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Unformatted text preview: 1 Review Limit laws Derivative rules 2 Antiderivatives Recall when we were looking at the motion of a particle, we were given a function for its position at a given time. We could figure out how fast it was moving by looking at the derivative. What if we had the velocity, but wanted the position? Well, velocity is the derivative of the position, so if we could find a function that has a derivative of the velocity were looking for thatd be the position. Definition 1. A function F is an antiderivative of f in an interval [ a, b ] if F ( x ) = f ( x ) for all x in [ a, b ]. Example 2.1. f ( x ) = x 2 . Its not hard to see that an antiderivative is F ( x ) = 1 3 x 3 . But what about G ( x ) = 1 3 x 3 + 1? A consequence of the mean value theorem is that if two functions have the same derivative on an interval, then they differ by a constant. So if G and F are both antiderivatives of f , then F ( x ) = G ( x ) + C ....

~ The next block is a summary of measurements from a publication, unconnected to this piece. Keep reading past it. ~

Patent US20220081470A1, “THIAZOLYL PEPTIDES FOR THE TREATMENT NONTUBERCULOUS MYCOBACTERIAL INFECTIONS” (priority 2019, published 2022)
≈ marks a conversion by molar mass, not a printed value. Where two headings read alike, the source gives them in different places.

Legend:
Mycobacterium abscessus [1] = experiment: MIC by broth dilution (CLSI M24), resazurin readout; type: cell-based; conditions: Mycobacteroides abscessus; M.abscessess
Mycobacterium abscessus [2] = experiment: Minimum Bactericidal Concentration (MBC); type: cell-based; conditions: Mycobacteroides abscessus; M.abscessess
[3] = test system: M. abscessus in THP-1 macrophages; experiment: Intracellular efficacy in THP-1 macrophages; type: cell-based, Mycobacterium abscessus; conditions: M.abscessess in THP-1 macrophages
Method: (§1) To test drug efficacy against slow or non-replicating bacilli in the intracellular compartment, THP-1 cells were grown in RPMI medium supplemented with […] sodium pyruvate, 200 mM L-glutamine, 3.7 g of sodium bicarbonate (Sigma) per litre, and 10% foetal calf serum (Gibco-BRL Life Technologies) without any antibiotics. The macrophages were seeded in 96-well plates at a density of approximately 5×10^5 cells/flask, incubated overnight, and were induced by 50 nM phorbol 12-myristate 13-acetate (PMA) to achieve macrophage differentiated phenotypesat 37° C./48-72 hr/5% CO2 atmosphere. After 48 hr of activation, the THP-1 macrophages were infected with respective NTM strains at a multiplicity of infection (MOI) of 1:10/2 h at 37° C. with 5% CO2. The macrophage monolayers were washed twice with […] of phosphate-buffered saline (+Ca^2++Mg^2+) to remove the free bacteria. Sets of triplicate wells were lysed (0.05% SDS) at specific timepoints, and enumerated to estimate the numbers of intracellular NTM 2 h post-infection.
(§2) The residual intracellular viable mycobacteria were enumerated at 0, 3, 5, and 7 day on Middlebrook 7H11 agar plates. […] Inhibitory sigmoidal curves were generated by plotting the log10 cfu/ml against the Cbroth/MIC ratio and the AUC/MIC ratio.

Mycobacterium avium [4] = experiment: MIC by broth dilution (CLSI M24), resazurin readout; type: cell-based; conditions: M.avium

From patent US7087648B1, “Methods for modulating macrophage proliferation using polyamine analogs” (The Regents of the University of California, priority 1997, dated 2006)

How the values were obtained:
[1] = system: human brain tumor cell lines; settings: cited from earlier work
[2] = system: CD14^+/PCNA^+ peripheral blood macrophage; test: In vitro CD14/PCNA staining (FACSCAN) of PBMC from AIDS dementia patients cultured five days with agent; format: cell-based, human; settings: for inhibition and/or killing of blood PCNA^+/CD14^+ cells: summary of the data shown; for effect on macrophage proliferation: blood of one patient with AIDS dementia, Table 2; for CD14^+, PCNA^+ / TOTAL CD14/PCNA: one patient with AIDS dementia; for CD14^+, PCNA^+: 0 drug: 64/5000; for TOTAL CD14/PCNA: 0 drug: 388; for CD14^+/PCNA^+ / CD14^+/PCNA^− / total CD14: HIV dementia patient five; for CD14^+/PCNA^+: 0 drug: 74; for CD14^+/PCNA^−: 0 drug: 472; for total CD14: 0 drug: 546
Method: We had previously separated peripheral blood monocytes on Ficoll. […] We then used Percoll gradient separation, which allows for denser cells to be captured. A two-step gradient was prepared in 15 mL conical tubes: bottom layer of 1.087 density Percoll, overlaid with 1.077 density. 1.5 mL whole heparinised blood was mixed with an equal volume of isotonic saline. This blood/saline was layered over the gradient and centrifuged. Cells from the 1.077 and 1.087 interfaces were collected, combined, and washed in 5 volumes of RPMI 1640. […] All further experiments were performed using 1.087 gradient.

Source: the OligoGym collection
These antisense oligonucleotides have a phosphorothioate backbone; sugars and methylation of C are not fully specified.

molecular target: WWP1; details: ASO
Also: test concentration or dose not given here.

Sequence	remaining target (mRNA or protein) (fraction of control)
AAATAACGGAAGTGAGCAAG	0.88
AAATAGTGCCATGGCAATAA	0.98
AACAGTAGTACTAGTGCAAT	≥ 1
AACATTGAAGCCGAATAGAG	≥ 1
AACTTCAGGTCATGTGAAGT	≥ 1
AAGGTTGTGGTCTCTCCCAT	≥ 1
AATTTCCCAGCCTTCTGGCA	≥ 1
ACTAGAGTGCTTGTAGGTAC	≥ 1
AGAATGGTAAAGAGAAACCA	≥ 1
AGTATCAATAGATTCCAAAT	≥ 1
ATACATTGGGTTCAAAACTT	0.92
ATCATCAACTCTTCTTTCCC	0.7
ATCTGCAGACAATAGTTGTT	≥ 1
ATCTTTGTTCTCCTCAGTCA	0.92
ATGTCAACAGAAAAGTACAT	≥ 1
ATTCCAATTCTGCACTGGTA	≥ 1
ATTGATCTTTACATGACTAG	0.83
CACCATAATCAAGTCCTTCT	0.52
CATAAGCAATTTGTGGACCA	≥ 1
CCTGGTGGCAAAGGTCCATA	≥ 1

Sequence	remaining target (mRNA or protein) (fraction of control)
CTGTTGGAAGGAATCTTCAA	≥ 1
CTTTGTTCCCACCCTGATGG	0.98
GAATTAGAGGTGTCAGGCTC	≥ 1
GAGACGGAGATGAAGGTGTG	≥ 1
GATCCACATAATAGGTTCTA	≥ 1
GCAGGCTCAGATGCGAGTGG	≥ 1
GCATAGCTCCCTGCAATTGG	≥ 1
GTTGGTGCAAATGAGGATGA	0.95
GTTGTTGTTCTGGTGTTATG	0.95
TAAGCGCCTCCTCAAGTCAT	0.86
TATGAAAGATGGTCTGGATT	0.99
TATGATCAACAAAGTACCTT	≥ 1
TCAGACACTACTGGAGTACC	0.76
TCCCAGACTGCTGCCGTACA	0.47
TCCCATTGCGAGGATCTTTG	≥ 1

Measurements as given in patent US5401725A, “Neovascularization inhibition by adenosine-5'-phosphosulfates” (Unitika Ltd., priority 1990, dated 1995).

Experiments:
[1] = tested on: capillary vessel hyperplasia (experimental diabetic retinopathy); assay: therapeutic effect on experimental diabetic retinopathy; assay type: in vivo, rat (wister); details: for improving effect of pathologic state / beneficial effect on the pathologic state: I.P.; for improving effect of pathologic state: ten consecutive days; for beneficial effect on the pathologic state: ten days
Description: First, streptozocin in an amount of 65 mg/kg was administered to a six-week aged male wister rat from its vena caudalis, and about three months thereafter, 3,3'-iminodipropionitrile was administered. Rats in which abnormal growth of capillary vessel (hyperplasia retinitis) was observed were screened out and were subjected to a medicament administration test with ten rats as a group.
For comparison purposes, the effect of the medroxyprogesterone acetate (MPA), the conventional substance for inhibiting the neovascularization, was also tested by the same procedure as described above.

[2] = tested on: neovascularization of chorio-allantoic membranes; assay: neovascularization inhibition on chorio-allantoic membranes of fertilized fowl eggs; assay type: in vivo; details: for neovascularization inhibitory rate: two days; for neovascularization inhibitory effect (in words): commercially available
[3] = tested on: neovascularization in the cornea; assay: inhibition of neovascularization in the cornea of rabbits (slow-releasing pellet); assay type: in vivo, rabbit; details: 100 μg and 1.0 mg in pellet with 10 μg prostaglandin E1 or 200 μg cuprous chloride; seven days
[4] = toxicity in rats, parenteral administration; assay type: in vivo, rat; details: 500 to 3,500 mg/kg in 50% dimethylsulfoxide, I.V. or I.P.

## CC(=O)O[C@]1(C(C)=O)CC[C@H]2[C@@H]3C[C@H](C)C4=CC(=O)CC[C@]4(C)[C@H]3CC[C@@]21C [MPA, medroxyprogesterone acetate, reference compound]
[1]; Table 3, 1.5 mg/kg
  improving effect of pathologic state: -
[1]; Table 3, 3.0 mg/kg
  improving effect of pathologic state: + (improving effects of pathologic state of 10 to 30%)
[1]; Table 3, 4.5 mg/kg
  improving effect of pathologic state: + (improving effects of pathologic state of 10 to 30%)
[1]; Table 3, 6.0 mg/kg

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 Spring '08
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 Antiderivatives, Derivative

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